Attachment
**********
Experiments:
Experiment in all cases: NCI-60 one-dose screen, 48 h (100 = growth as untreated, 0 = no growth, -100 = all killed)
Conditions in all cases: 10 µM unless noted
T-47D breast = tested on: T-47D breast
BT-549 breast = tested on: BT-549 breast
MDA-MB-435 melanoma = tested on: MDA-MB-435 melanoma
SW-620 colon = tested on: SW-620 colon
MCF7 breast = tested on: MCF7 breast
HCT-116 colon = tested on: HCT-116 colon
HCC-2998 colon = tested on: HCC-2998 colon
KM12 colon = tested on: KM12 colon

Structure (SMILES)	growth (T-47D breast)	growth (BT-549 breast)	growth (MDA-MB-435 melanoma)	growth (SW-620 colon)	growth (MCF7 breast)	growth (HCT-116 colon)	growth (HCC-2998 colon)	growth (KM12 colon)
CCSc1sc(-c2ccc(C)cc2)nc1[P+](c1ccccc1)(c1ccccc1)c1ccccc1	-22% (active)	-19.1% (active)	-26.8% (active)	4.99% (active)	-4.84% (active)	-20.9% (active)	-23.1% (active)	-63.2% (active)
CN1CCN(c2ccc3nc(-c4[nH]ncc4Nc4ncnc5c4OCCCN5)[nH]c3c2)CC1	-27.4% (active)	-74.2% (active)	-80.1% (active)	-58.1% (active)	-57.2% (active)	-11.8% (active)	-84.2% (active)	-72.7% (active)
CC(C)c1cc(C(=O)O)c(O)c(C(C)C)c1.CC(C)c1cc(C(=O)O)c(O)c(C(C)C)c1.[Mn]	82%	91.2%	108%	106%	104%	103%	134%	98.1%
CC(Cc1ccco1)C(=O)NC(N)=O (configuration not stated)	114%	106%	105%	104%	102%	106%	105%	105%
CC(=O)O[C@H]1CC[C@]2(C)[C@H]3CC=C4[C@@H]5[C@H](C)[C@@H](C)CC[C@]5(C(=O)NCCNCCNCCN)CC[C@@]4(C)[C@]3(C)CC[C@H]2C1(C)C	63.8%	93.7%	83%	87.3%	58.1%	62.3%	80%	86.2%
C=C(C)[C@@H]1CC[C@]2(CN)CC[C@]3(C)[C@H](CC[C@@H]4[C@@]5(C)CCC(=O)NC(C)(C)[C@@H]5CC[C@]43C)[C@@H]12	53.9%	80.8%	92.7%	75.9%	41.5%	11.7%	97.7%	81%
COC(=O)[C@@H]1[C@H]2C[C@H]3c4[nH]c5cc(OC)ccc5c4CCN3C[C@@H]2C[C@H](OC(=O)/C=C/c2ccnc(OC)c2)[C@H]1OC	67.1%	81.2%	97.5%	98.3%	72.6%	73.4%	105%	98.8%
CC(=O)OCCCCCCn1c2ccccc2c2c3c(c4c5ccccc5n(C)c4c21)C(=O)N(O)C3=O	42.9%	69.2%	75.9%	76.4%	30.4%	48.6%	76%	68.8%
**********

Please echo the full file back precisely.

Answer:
Experiments:
Experiment in all cases: NCI-60 one-dose screen, 48 h (100 = growth as untreated, 0 = no growth, -100 = all killed)
Conditions in all cases: 10 µM unless noted
T-47D breast = tested on: T-47D breast
BT-549 breast = tested on: BT-549 breast
MDA-MB-435 melanoma = tested on: MDA-MB-435 melanoma
SW-620 colon = tested on: SW-620 colon
MCF7 breast = tested on: MCF7 breast
HCT-116 colon = tested on: HCT-116 colon
HCC-2998 colon = tested on: HCC-2998 colon
KM12 colon = tested on: KM12 colon

Structure (SMILES)	growth (T-47D breast)	growth (BT-549 breast)	growth (MDA-MB-435 melanoma)	growth (SW-620 colon)	growth (MCF7 breast)	growth (HCT-116 colon)	growth (HCC-2998 colon)	growth (KM12 colon)
CCSc1sc(-c2ccc(C)cc2)nc1[P+](c1ccccc1)(c1ccccc1)c1ccccc1	-22% (active)	-19.1% (active)	-26.8% (active)	4.99% (active)	-4.84% (active)	-20.9% (active)	-23.1% (active)	-63.2% (active)
CN1CCN(c2ccc3nc(-c4[nH]ncc4Nc4ncnc5c4OCCCN5)[nH]c3c2)CC1	-27.4% (active)	-74.2% (active)	-80.1% (active)	-58.1% (active)	-57.2% (active)	-11.8% (active)	-84.2% (active)	-72.7% (active)
CC(C)c1cc(C(=O)O)c(O)c(C(C)C)c1.CC(C)c1cc(C(=O)O)c(O)c(C(C)C)c1.[Mn]	82%	91.2%	108%	106%	104%	103%	134%	98.1%
CC(Cc1ccco1)C(=O)NC(N)=O (configuration not stated)	114%	106%	105%	104%	102%	106%	105%	105%
CC(=O)O[C@H]1CC[C@]2(C)[C@H]3CC=C4[C@@H]5[C@H](C)[C@@H](C)CC[C@]5(C(=O)NCCNCCNCCN)CC[C@@]4(C)[C@]3(C)CC[C@H]2C1(C)C	63.8%	93.7%	83%	87.3%	58.1%	62.3%	80%	86.2%
C=C(C)[C@@H]1CC[C@]2(CN)CC[C@]3(C)[C@H](CC[C@@H]4[C@@]5(C)CCC(=O)NC(C)(C)[C@@H]5CC[C@]43C)[C@@H]12	53.9%	80.8%	92.7%	75.9%	41.5%	11.7%	97.7%	81%
COC(=O)[C@@H]1[C@H]2C[C@H]3c4[nH]c5cc(OC)ccc5c4CCN3C[C@@H]2C[C@H](OC(=O)/C=C/c2ccnc(OC)c2)[C@H]1OC	67.1%	81.2%	97.5%	98.3%	72.6%	73.4%	105%	98.8%
CC(=O)OCCCCCCn1c2ccccc2c2c3c(c4c5ccccc5n(C)c4c21)C(=O)N(O)C3=O	42.9%	69.2%	75.9%	76.4%	30.4%	48.6%	76%	68.8%